This fact sheet provides an overview of the population health, health coverage, and health care delivery system in Virginia in the era of health reform under the Affordable Care Act (ACA).
- view as grid
- view as list
This fact sheet provides an overview of population health, health coverage, and health care delivery in Ohio under the Affordable Care Act (ACA).
This annual Employer Health Benefits Survey (EHBS) provides a detailed look at trends in employer-sponsored health coverage, including premiums, employee contributions, cost-sharing provisions, and other relevant information. The 2014 EHBS survey finds average family health premiums rose 3 percent in 2014, relatively modest growth by historical standards.
On Monday, July 14, 2014, the Kaiser Family Foundation and the Alliance for Health Reform will host a briefing to discuss CHIP, and why it was created, as well as experiences with children’s coverage through CHIP and Medicaid, and some of the key policy and financing questions around children’s health coverage looking forward.
The Children’s Health Insurance Program (CHIP) was established in 1997 to provide coverage for uninsured children who are low-income but above the threshold for Medicaid eligibility. In 2009, and again in the Affordable Care Act (ACA), Congress extended federal funding for CHIP, but funding will expire a little over a year from now. Decisions about CHIP’s future funding will be consequential as more than 8 million low-income children were covered by CHIP at some point during 2012. To help inform the policy debate about CHIP, this brief reviews key data and evidence from the large body of research on the impact of children’s coverage.
This brief highlights the experiences of four states—Colorado, Connecticut, Kentucky, and Washington—that established a State-based Marketplace (SBM), implemented the ACA’s Medicaid expansion, and achieved success enrolling eligible individuals into coverage. Based on interviews with key stakeholders in each state, it identifies effective strategies that contributed to enrollment and current priorities looking forward.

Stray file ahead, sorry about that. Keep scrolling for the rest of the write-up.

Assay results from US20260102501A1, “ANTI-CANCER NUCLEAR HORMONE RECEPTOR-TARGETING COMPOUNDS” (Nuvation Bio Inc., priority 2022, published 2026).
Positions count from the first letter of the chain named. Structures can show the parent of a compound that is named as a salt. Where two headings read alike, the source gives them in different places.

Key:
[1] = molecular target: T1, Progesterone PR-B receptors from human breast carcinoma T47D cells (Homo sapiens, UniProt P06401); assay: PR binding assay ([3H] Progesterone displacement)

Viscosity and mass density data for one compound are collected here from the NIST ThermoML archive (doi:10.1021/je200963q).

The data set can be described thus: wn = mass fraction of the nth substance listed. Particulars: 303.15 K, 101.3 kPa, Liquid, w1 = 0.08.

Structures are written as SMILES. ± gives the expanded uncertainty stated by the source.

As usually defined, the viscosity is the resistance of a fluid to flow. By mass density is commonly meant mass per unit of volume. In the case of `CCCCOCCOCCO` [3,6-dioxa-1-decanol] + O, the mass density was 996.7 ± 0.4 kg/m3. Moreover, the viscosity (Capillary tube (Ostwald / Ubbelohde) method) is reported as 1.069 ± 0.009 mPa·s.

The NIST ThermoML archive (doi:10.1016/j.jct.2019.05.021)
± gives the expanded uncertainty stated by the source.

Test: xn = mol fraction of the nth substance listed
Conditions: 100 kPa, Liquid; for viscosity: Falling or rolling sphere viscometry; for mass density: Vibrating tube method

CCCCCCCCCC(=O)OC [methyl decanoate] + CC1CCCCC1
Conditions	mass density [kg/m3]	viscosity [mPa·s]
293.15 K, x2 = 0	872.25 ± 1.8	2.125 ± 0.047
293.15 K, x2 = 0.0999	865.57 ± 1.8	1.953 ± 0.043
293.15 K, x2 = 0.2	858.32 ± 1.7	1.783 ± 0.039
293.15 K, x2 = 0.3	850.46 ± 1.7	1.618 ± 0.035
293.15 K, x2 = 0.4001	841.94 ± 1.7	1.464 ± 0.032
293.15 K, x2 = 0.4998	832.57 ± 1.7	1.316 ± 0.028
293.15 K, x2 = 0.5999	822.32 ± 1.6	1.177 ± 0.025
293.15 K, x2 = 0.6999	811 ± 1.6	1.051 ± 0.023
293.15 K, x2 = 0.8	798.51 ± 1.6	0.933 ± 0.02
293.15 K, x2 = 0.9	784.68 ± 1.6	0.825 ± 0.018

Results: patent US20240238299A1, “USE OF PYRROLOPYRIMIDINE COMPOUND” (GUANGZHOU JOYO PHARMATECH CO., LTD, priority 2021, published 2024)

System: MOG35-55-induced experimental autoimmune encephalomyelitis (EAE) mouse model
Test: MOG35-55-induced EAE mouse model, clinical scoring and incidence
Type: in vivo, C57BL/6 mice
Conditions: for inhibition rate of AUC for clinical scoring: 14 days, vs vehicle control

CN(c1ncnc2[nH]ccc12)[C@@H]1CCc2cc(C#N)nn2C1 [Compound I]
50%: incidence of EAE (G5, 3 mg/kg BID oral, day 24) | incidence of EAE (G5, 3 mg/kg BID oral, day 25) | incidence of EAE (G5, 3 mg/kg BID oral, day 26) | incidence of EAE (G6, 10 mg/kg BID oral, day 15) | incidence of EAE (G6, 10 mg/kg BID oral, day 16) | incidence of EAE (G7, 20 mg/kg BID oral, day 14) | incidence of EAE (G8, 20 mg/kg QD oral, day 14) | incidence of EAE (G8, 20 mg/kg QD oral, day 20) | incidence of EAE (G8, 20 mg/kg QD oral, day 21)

This Medicare Part D data spotlight finds prices for some commonly used brand-name drugs rising in 2010 for beneficiaries who reach the coverage gap (or “doughnut hole”), with increases since 2006 far exceeding the growth in inflation.
This study quantifies the number of Medicare Part D plan enrollees in 2007 who reached a gap in their prescription drug coverage known as the “doughnut hole,” as well as the changes in beneficiaries’ use of medications and out-of-pocket spending after they reached that gap.
As Medicare’s Open Enrollment Nears, New Analyses Highlight Key Changes in Medicare Advantage and Part D Plans for 2015
With Medicare’s 2015 open enrollment set to begin Oct. 15, two new analyses from the Kaiser Family Foundation find modest change in the total number of private Medicare Advantage plans available for 2015, and the fewest Part D prescription drug plans nationwide since the start of the drug benefit in 2006. As in previous years, changes in Medicare Advantage and Part D plan availability, premiums, cost-sharing and benefits could require some beneficiaries to find alternative coverage and lead others to pay more if they continue with their existing coverage.
With the approaching launch of the second open enrollment period for the Affordable Care Act’s (ACA) health insurance marketplaces and at a time when open enrollment is also happening for many job-based plans, the Kaiser Family Foundation conducted a nationally representative survey of 1,292 U.S. adults to shed light on Americans’ understanding of basic health insurance terms and concepts, and to identify gaps in awareness that could lead to difficulties for some individuals as they choose new plans or use their health plans.